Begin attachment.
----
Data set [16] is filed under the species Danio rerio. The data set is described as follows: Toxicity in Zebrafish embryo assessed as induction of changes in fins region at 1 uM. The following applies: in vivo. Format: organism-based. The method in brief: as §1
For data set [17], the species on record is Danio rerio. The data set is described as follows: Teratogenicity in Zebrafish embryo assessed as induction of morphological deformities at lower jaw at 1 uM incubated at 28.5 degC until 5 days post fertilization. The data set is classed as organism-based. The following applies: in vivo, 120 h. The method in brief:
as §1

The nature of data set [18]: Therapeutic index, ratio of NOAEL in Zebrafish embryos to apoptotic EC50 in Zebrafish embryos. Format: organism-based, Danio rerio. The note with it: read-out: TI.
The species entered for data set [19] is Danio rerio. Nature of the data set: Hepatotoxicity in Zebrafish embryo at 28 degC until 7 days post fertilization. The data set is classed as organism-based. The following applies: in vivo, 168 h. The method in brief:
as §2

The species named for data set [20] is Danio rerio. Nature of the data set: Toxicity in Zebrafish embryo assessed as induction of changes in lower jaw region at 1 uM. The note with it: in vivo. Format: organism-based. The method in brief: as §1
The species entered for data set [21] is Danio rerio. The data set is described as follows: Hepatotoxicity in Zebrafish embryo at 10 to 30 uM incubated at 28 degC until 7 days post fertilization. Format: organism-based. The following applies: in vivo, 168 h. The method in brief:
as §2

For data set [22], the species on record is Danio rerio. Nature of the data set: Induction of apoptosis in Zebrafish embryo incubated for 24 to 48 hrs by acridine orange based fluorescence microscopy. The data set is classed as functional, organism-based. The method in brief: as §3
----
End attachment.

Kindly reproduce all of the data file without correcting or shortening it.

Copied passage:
Data set [16] is filed under the species Danio rerio. The data set is described as follows: Toxicity in Zebrafish embryo assessed as induction of changes in fins region at 1 uM. The following applies: in vivo. Format: organism-based. The method in brief: as §1
For data set [17], the species on record is Danio rerio. The data set is described as follows: Teratogenicity in Zebrafish embryo assessed as induction of morphological deformities at lower jaw at 1 uM incubated at 28.5 degC until 5 days post fertilization. The data set is classed as organism-based. The following applies: in vivo, 120 h. The method in brief:
as §1

The nature of data set [18]: Therapeutic index, ratio of NOAEL in Zebrafish embryos to apoptotic EC50 in Zebrafish embryos. Format: organism-based, Danio rerio. The note with it: read-out: TI.
The species entered for data set [19] is Danio rerio. Nature of the data set: Hepatotoxicity in Zebrafish embryo at 28 degC until 7 days post fertilization. The data set is classed as organism-based. The following applies: in vivo, 168 h. The method in brief:
as §2

The species named for data set [20] is Danio rerio. Nature of the data set: Toxicity in Zebrafish embryo assessed as induction of changes in lower jaw region at 1 uM. The note with it: in vivo. Format: organism-based. The method in brief: as §1
The species entered for data set [21] is Danio rerio. The data set is described as follows: Hepatotoxicity in Zebrafish embryo at 10 to 30 uM incubated at 28 degC until 7 days post fertilization. Format: organism-based. The following applies: in vivo, 168 h. The method in brief:
as §2

For data set [22], the species on record is Danio rerio. Nature of the data set: Induction of apoptosis in Zebrafish embryo incubated for 24 to 48 hrs by acridine orange based fluorescence microscopy. The data set is classed as functional, organism-based. The method in brief: as §3